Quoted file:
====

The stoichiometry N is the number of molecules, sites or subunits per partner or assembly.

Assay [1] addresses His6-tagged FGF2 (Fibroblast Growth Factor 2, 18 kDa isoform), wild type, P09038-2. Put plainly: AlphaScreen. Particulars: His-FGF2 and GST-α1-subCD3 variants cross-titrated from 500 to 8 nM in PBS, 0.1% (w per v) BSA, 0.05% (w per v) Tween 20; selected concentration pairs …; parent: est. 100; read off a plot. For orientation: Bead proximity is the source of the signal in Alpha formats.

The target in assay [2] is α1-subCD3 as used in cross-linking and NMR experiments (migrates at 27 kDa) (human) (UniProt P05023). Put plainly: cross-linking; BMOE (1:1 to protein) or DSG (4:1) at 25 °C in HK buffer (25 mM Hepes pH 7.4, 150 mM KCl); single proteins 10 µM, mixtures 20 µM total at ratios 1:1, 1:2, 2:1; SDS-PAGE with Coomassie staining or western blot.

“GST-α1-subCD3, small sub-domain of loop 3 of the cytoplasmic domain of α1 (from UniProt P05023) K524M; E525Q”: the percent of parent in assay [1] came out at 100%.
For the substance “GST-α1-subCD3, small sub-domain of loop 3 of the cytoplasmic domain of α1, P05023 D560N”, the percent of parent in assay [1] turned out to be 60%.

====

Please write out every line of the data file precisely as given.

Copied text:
The stoichiometry N is the number of molecules, sites or subunits per partner or assembly.

Assay [1] addresses His6-tagged FGF2 (Fibroblast Growth Factor 2, 18 kDa isoform), wild type, P09038-2. Put plainly: AlphaScreen. Particulars: His-FGF2 and GST-α1-subCD3 variants cross-titrated from 500 to 8 nM in PBS, 0.1% (w per v) BSA, 0.05% (w per v) Tween 20; selected concentration pairs …; parent: est. 100; read off a plot. For orientation: Bead proximity is the source of the signal in Alpha formats.

The target in assay [2] is α1-subCD3 as used in cross-linking and NMR experiments (migrates at 27 kDa) (human) (UniProt P05023). Put plainly: cross-linking; BMOE (1:1 to protein) or DSG (4:1) at 25 °C in HK buffer (25 mM Hepes pH 7.4, 150 mM KCl); single proteins 10 µM, mixtures 20 µM total at ratios 1:1, 1:2, 2:1; SDS-PAGE with Coomassie staining or western blot.

“GST-α1-subCD3, small sub-domain of loop 3 of the cytoplasmic domain of α1 (from UniProt P05023) K524M; E525Q”: the percent of parent in assay [1] came out at 100%.
For the substance “GST-α1-subCD3, small sub-domain of loop 3 of the cytoplasmic domain of α1, P05023 D560N”, the percent of parent in assay [1] turned out to be 60%.